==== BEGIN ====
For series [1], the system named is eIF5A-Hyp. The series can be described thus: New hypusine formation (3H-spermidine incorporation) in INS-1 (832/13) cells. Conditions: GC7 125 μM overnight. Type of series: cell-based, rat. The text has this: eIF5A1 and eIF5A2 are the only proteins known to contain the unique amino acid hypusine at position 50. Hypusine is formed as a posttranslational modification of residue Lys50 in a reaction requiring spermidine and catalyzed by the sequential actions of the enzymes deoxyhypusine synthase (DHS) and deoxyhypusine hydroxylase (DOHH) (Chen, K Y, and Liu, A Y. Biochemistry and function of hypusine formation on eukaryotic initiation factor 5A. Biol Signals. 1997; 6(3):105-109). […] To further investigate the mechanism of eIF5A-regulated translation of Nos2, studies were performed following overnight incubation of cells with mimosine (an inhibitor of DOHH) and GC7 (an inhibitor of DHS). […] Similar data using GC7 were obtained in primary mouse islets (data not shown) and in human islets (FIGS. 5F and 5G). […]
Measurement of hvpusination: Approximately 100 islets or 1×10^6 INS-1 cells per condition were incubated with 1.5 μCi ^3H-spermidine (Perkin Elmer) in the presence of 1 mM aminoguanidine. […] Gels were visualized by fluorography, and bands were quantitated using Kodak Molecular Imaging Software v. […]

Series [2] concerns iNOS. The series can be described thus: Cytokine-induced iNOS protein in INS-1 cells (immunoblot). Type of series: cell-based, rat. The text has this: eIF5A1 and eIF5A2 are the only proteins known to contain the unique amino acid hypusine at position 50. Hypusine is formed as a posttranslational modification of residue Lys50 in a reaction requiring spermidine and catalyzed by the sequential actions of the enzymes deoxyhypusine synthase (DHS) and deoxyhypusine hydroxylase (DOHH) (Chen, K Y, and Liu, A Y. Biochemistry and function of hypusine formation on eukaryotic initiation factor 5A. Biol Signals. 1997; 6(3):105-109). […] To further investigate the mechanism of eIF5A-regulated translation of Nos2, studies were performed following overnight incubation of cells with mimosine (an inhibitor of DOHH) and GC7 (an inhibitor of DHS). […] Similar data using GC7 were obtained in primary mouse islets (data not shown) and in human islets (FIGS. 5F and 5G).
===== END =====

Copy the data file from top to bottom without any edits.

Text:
For series [1], the system named is eIF5A-Hyp. The series can be described thus: New hypusine formation (3H-spermidine incorporation) in INS-1 (832/13) cells. Conditions: GC7 125 μM overnight. Type of series: cell-based, rat. The text has this: eIF5A1 and eIF5A2 are the only proteins known to contain the unique amino acid hypusine at position 50. Hypusine is formed as a posttranslational modification of residue Lys50 in a reaction requiring spermidine and catalyzed by the sequential actions of the enzymes deoxyhypusine synthase (DHS) and deoxyhypusine hydroxylase (DOHH) (Chen, K Y, and Liu, A Y. Biochemistry and function of hypusine formation on eukaryotic initiation factor 5A. Biol Signals. 1997; 6(3):105-109). […] To further investigate the mechanism of eIF5A-regulated translation of Nos2, studies were performed following overnight incubation of cells with mimosine (an inhibitor of DOHH) and GC7 (an inhibitor of DHS). […] Similar data using GC7 were obtained in primary mouse islets (data not shown) and in human islets (FIGS. 5F and 5G). […]
Measurement of hvpusination: Approximately 100 islets or 1×10^6 INS-1 cells per condition were incubated with 1.5 μCi ^3H-spermidine (Perkin Elmer) in the presence of 1 mM aminoguanidine. […] Gels were visualized by fluorography, and bands were quantitated using Kodak Molecular Imaging Software v. […]

Series [2] concerns iNOS. The series can be described thus: Cytokine-induced iNOS protein in INS-1 cells (immunoblot). Type of series: cell-based, rat. The text has this: eIF5A1 and eIF5A2 are the only proteins known to contain the unique amino acid hypusine at position 50. Hypusine is formed as a posttranslational modification of residue Lys50 in a reaction requiring spermidine and catalyzed by the sequential actions of the enzymes deoxyhypusine synthase (DHS) and deoxyhypusine hydroxylase (DOHH) (Chen, K Y, and Liu, A Y. Biochemistry and function of hypusine formation on eukaryotic initiation factor 5A. Biol Signals. 1997; 6(3):105-109). […] To further investigate the mechanism of eIF5A-regulated translation of Nos2, studies were performed following overnight incubation of cells with mimosine (an inhibitor of DOHH) and GC7 (an inhibitor of DHS). […] Similar data using GC7 were obtained in primary mouse islets (data not shown) and in human islets (FIGS. 5F and 5G).